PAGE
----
I’m participating in the One Room Challenge for the first time! If you’re unfamiliar with the One Room Challenge (ORC): it’s a 6-week thing where bloggers tackle one space in their home and post about their progress. There are ORC “featured designers” who benefit from company sponsorship, and there are ORC “guest participants” – commoners like me who opt-in for fun. I’m tackling our back porch mudroom.
Most ORC rooms are beautiful*, which this room is not. And most ORC rooms are done in real time (as far as I know), which this room also is not. A real-time project is not a requirement for participation, and I want to be upfront about that. So, a very important disclaimer: most of the grunt work in this space has been done piecemeal since we bought the house.
For me, the “challenge” will be posting once a week, which is something I’ve never done. I’m joining the ORC to spur me to blog more and to finish the room. You get regularly published posts, I get motivation to wrap up this space – it’s a win-win. But it won’t actually win: there’s an ORC prize, which this project is most definitely not even a remote contender for, which is why I don’t feel bad about not doing a real-time project. I didn’t come here to win; I came here to make friends.
Now, let me welcome you to our terrible mudroom, a space I’ve never shown on this blog. Here’s the view from the dining room when we bought the house – this dining room looks much better now (see Kitchen and Dining Room Before and After).
And here’s what the mudroom looked like:
I know, right? (<– Imagine that said like the Jane the Virgin narrator.)
It used to be an outdoor porch. As I described when I tackled the exterior (see Backyard Patio, Painting, and Landscaping): at some point, the porch was enclosed very, very poorly. So poorly that they didn’t even finish the job. The drywall was never mudded. The proportions of the windows don’t make any sense. There’s no HVAC back here, so it’s cold in the winter and hot in the summer. It’s a cobbled-together garbage mess… but it’s sturdy, and it’s not unsafe.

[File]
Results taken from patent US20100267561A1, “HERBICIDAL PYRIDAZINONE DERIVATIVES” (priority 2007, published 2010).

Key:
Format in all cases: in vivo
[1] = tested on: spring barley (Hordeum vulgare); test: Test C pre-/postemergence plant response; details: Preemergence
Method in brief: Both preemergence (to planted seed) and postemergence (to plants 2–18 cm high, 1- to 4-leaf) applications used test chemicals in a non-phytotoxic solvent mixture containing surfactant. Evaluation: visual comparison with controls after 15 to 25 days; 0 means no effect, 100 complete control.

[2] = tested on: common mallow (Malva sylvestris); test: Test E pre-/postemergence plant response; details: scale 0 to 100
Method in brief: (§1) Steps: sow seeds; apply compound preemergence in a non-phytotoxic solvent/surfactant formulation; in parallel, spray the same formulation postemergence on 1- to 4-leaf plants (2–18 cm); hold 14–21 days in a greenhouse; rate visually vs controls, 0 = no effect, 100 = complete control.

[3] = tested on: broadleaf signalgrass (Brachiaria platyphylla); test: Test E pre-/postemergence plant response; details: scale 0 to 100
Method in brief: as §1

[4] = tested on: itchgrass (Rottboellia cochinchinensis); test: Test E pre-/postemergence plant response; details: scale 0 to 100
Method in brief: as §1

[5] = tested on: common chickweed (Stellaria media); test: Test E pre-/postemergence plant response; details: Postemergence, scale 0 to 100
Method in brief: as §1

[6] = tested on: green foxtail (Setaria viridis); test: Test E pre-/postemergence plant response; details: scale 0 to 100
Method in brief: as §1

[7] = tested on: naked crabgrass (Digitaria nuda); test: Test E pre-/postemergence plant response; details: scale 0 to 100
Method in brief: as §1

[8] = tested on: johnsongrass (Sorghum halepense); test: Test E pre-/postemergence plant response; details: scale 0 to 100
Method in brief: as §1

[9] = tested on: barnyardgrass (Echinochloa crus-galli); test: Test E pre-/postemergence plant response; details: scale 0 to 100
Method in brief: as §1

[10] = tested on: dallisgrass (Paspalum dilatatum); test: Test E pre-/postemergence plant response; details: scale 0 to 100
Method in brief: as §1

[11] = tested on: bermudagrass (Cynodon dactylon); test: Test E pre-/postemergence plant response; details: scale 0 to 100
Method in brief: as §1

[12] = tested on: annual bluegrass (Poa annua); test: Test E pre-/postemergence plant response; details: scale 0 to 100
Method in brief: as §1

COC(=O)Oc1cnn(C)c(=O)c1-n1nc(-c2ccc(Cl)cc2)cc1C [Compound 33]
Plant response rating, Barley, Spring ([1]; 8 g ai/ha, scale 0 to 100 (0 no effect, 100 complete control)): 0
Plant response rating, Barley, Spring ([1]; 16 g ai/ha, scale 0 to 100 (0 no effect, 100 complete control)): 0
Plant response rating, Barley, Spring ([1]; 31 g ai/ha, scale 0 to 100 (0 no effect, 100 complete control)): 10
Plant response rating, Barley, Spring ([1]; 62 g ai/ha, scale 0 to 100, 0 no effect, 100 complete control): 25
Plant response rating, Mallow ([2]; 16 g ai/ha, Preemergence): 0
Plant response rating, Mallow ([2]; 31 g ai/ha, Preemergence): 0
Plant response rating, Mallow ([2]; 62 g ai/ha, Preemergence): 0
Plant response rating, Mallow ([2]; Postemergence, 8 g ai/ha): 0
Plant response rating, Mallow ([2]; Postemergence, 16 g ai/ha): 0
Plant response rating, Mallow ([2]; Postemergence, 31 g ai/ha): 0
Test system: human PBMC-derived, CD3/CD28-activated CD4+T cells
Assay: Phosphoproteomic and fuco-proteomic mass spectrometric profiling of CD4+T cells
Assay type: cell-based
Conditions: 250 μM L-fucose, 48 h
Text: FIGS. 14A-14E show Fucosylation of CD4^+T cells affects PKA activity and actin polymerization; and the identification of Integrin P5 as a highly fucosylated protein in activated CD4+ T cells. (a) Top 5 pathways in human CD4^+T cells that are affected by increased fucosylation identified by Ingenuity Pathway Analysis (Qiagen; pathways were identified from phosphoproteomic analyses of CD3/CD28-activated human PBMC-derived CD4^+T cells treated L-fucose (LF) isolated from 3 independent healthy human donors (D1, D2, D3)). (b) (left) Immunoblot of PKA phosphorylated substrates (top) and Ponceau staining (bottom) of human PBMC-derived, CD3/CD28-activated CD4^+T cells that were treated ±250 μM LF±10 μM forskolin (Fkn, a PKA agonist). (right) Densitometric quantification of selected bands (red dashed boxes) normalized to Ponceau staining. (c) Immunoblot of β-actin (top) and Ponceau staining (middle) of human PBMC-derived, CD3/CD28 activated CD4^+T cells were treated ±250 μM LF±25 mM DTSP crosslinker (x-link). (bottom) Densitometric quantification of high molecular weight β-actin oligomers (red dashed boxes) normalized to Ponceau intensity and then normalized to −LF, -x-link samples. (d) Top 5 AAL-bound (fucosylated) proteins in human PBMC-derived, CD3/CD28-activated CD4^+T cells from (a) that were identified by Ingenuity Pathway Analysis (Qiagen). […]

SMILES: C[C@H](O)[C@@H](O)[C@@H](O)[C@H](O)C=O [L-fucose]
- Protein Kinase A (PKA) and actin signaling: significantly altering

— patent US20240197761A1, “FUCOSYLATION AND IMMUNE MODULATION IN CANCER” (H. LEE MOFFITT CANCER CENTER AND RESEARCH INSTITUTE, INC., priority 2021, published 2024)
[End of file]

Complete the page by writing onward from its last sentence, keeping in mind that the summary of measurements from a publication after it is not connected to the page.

Fixing it properly would require that we tear it down and rebuild it ($30k-ish at a minimum, probably way more than that), which isn’t in the budget and simply isn’t a priority. It functions fine for what it is, and my goal has been to make it look as decent as possible for as little money as possible.
It was gross:
That’s the original back door: a previous owner drywalled over it on the other side. That brick bump-out is where ice was delivered to the kitchen! Our bungalow was built in 1913, and I love the remaining historical details.
When we moved in, it quickly became a junk room. I put up a peg board because I thought about keeping my tools here, but I wound up preferring to have them in the basement, where I do a lot of work.
Using this space made it immediately clear that we wanted to keep it – not just tear it off. It’s nice to have an area separate-but-accessible from our first floor living space. It’s a huge help for keeping our house clean – it’s an airlock, both literally and figuratively. I want it to look decent, but even more so, I want it to be functional, practical, and hardworking. (<– “Decent looking, but even more so, functional, practical, and hardworking” will be my Tinder bio if I’m ever back on the market.)
In the coming weeks, I’ll document all the work I’ve done so far, and I’ll let you know when we’ve caught up to real time. And by Thursday, November 8, it will all be finished!
P.S. If you’re a new reader, welcome! Please check out the Bungalow Tour page for an introduction to our house.
You can check out all the other guest participants on the ORC website.
New posts go up every Thursday for 6 weeks.